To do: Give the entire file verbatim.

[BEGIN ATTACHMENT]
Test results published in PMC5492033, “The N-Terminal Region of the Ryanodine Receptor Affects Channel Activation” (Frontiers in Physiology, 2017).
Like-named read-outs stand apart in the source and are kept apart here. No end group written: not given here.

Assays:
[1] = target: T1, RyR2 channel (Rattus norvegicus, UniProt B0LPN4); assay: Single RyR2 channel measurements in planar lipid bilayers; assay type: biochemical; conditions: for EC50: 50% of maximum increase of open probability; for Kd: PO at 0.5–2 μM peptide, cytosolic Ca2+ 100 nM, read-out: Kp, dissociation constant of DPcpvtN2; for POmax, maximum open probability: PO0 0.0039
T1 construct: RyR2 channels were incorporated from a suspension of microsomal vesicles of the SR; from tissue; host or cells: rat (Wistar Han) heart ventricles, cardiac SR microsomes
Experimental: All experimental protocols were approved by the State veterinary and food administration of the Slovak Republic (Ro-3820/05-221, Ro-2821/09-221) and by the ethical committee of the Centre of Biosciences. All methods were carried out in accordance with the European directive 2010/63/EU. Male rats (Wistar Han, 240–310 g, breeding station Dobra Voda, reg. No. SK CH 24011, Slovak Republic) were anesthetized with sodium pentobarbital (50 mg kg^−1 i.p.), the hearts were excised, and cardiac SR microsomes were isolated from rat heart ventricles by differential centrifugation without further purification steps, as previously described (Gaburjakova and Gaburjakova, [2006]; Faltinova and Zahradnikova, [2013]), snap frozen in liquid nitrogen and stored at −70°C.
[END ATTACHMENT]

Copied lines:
Test results published in PMC5492033, “The N-Terminal Region of the Ryanodine Receptor Affects Channel Activation” (Frontiers in Physiology, 2017).
Like-named read-outs stand apart in the source and are kept apart here. No end group written: not given here.

Assays:
[1] = target: T1, RyR2 channel (Rattus norvegicus, UniProt B0LPN4); assay: Single RyR2 channel measurements in planar lipid bilayers; assay type: biochemical; conditions: for EC50: 50% of maximum increase of open probability; for Kd: PO at 0.5–2 μM peptide, cytosolic Ca2+ 100 nM, read-out: Kp, dissociation constant of DPcpvtN2; for POmax, maximum open probability: PO0 0.0039
T1 construct: RyR2 channels were incorporated from a suspension of microsomal vesicles of the SR; from tissue; host or cells: rat (Wistar Han) heart ventricles, cardiac SR microsomes
Experimental: All experimental protocols were approved by the State veterinary and food administration of the Slovak Republic (Ro-3820/05-221, Ro-2821/09-221) and by the ethical committee of the Centre of Biosciences. All methods were carried out in accordance with the European directive 2010/63/EU. Male rats (Wistar Han, 240–310 g, breeding station Dobra Voda, reg. No. SK CH 24011, Slovak Republic) were anesthetized with sodium pentobarbital (50 mg kg^−1 i.p.), the hearts were excised, and cardiac SR microsomes were isolated from rat heart ventricles by differential centrifugation without further purification steps, as previously described (Gaburjakova and Gaburjakova, [2006]; Faltinova and Zahradnikova, [2013]), snap frozen in liquid nitrogen and stored at −70°C.